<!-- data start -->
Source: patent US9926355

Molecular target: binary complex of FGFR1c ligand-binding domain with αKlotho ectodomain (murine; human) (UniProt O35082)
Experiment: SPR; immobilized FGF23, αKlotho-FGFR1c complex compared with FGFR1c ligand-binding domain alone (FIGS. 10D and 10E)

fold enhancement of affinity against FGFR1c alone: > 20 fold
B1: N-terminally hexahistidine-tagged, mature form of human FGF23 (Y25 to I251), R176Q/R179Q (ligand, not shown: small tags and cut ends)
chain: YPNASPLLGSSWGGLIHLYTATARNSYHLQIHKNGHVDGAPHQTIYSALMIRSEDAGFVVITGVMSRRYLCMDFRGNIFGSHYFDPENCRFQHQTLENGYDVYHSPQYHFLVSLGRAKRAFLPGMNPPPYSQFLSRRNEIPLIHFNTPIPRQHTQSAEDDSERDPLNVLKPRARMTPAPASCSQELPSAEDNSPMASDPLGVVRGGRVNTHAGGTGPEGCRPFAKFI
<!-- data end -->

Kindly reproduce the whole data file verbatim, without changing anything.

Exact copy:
Source: patent US9926355

Molecular target: binary complex of FGFR1c ligand-binding domain with αKlotho ectodomain (murine; human) (UniProt O35082)
Experiment: SPR; immobilized FGF23, αKlotho-FGFR1c complex compared with FGFR1c ligand-binding domain alone (FIGS. 10D and 10E)

fold enhancement of affinity against FGFR1c alone: > 20 fold
B1: N-terminally hexahistidine-tagged, mature form of human FGF23 (Y25 to I251), R176Q/R179Q (ligand, not shown: small tags and cut ends)
chain: YPNASPLLGSSWGGLIHLYTATARNSYHLQIHKNGHVDGAPHQTIYSALMIRSEDAGFVVITGVMSRRYLCMDFRGNIFGSHYFDPENCRFQHQTLENGYDVYHSPQYHFLVSLGRAKRAFLPGMNPPPYSQFLSRRNEIPLIHFNTPIPRQHTQSAEDDSERDPLNVLKPRARMTPAPASCSQELPSAEDNSPMASDPLGVVRGGRVNTHAGGTGPEGCRPFAKFI